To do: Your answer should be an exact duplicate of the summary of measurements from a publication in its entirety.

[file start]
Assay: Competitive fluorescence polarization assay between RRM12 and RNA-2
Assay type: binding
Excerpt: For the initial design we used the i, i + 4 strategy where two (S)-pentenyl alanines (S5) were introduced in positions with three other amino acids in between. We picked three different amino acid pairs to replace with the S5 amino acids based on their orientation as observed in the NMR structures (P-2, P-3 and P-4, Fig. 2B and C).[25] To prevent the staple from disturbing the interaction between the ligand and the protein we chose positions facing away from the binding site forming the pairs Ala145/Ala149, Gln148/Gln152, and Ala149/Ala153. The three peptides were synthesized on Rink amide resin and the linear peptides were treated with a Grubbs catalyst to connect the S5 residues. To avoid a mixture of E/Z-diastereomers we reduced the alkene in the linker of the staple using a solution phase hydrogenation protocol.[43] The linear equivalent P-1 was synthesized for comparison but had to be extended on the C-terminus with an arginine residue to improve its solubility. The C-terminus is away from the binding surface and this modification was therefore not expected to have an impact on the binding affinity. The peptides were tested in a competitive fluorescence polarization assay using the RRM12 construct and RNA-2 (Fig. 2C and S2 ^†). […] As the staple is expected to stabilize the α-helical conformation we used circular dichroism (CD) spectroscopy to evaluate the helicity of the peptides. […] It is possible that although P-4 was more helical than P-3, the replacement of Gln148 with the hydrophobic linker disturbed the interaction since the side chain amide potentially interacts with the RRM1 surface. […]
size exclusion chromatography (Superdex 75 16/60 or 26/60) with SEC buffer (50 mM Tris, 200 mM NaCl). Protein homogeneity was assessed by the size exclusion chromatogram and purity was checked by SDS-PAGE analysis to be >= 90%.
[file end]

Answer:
Assay: Competitive fluorescence polarization assay between RRM12 and RNA-2
Assay type: binding
Excerpt: For the initial design we used the i, i + 4 strategy where two (S)-pentenyl alanines (S5) were introduced in positions with three other amino acids in between. We picked three different amino acid pairs to replace with the S5 amino acids based on their orientation as observed in the NMR structures (P-2, P-3 and P-4, Fig. 2B and C).[25] To prevent the staple from disturbing the interaction between the ligand and the protein we chose positions facing away from the binding site forming the pairs Ala145/Ala149, Gln148/Gln152, and Ala149/Ala153. The three peptides were synthesized on Rink amide resin and the linear peptides were treated with a Grubbs catalyst to connect the S5 residues. To avoid a mixture of E/Z-diastereomers we reduced the alkene in the linker of the staple using a solution phase hydrogenation protocol.[43] The linear equivalent P-1 was synthesized for comparison but had to be extended on the C-terminus with an arginine residue to improve its solubility. The C-terminus is away from the binding surface and this modification was therefore not expected to have an impact on the binding affinity. The peptides were tested in a competitive fluorescence polarization assay using the RRM12 construct and RNA-2 (Fig. 2C and S2 ^†). […] As the staple is expected to stabilize the α-helical conformation we used circular dichroism (CD) spectroscopy to evaluate the helicity of the peptides. […] It is possible that although P-4 was more helical than P-3, the replacement of Gln148 with the hydrophobic linker disturbed the interaction since the side chain amide potentially interacts with the RRM1 surface. […]
size exclusion chromatography (Superdex 75 16/60 or 26/60) with SEC buffer (50 mM Tris, 200 mM NaCl). Protein homogeneity was assessed by the size exclusion chromatogram and purity was checked by SDS-PAGE analysis to be >= 90%.